Dietary patterns and ethnicity are associated with distinct plasma proteomic groups

Bibiana García-Bailo, Darren R. Brenner, Daiva Nielsen, Hyeon Joo Lee, Dominik Domanski, Michael Kuzyk, Christoph H. Borchers, Alaa Badawi, Mohamed A. Karmali, Ahmed El-Sohemy

Research output: Contribution to journalArticlepeer-review

43 Citations (Scopus)


Background: High-abundance plasma proteins are involved in disease-associated pathways and are useful in the diagnosis of nutritional and disease states. However, little is known about how concentrations of many plasma proteins vary between individuals from different ethnocultural groups with different dietary habits. Objective: We explored the association between plasma proteomic groups, dietary patterns, and ethnicity in the Toronto Nutrigenomics and Health Study, an ethnically diverse population of healthy young adults. Design: Concentrations of 54 high-abundance plasma proteins were measured simultaneously by liquid chromatography/multiple-reaction monitoring - mass spectrometry in 1090 individuals. Principal components analysis was used to identify plasma proteomic groups. Linear regression was used to investigate relations between proteomic groups and previously identified dietary patterns (Western, prudent, Eastern). Differences in individual protein concentrations between ethnocultural groups were tested by using general linear models. Results: Four independent principal components representative of proteomic groups were identified. Principal components 1 and 2 included proteins from multiple pathways. Component 3 was inflammatory, and component 4 included coagulation cascade proteins. East Asians and South Asians had lower component 1 scores, and East Asians had higher component 2 scores. South Asians had higher average scores for component 3. Individual protein concentrations also varied across ethnocultural groups. Principal component 1 was positively associated with the Western dietary pattern and inversely associated with the Eastern pattern. Component 3 was positively associated with the Eastern pattern. Conclusions: Plasma proteomic groups differ between young adults of diverse ethnocultural groups with different dietary habits. These differences may partly account for different rates of cardiometabolic disease later in life.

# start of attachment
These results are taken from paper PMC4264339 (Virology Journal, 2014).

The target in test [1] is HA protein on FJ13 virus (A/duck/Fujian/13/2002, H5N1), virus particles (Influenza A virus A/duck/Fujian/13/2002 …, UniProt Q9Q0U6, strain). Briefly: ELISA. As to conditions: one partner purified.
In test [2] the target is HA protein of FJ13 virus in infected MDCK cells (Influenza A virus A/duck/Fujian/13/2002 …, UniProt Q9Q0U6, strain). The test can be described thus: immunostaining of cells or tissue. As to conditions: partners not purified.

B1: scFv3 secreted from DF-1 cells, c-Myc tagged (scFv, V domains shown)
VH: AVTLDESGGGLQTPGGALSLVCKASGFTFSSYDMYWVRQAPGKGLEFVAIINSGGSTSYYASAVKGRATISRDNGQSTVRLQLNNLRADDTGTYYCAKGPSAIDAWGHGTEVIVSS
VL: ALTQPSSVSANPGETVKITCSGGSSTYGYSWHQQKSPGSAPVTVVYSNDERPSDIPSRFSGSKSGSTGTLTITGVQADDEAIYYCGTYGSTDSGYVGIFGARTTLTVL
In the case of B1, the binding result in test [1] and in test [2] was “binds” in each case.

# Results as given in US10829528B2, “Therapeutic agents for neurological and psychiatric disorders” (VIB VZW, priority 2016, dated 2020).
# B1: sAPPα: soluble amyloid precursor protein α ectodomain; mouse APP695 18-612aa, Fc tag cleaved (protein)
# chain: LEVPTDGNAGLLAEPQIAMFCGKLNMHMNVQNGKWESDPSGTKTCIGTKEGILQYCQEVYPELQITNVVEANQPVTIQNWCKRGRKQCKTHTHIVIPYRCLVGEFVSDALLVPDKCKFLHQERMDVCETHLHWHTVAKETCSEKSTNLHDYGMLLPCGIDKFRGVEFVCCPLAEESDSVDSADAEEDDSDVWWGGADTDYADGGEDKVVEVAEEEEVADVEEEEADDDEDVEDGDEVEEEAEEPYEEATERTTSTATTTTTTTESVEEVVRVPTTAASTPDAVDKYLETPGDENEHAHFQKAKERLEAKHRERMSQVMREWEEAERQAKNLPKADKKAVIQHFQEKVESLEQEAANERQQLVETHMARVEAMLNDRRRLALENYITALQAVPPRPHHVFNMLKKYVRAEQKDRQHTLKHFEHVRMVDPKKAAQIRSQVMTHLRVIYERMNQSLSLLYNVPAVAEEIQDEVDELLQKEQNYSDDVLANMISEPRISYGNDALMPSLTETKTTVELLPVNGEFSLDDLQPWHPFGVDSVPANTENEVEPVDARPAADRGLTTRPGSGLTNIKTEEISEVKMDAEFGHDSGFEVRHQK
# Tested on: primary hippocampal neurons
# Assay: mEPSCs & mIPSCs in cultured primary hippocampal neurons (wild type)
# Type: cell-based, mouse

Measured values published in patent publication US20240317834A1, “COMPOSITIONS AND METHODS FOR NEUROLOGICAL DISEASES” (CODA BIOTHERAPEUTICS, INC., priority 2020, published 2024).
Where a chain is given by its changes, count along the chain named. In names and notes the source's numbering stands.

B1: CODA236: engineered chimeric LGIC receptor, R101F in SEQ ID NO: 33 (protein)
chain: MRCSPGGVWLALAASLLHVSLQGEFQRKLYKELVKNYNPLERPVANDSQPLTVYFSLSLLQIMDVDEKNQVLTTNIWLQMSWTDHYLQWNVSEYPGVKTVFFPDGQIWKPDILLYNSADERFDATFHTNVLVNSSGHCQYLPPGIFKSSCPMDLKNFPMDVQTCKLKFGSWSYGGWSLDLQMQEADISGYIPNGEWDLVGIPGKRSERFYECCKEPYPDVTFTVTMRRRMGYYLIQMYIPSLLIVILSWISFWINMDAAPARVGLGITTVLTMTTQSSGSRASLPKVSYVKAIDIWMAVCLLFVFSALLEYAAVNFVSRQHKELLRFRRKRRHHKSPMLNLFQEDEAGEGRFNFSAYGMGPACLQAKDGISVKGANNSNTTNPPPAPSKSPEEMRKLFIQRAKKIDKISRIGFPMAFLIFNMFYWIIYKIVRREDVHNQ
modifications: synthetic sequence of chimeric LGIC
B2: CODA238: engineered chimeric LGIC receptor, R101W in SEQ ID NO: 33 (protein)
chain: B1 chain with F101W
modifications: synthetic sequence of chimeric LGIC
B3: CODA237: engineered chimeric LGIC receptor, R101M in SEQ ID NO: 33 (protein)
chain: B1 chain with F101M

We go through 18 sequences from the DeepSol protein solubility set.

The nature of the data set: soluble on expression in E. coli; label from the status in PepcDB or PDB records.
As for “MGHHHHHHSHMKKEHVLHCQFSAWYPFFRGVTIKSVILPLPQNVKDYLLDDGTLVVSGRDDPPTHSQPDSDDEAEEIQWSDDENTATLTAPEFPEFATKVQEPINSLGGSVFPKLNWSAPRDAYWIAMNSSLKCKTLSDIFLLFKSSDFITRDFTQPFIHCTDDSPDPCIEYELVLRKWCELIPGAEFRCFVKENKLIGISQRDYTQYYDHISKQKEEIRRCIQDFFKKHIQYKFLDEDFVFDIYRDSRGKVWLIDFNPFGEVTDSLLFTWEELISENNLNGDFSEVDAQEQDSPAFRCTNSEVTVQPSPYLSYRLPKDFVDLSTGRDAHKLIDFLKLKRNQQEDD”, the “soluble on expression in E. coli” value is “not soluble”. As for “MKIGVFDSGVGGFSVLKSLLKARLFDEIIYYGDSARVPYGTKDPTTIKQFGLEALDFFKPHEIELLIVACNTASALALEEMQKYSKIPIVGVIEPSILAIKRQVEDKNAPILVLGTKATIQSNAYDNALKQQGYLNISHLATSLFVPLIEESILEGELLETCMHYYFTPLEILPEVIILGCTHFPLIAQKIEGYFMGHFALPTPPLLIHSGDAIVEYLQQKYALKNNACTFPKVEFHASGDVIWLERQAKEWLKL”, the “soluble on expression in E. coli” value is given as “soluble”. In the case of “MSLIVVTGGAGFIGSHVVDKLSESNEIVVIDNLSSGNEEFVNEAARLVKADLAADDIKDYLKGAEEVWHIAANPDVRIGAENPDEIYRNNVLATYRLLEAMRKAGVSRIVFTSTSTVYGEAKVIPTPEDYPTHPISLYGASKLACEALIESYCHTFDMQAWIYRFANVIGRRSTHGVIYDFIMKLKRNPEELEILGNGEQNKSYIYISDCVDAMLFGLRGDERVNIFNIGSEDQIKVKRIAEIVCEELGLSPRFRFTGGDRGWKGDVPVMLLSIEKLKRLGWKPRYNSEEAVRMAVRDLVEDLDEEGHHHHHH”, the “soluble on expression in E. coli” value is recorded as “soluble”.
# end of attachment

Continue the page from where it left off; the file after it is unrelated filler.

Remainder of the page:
Original languageEnglish
Pages (from-to)352-361
Number of pages10
JournalAmerican Journal of Clinical Nutrition
Issue number2
Publication statusPublished - 1 Feb 2012
Externally publishedYes


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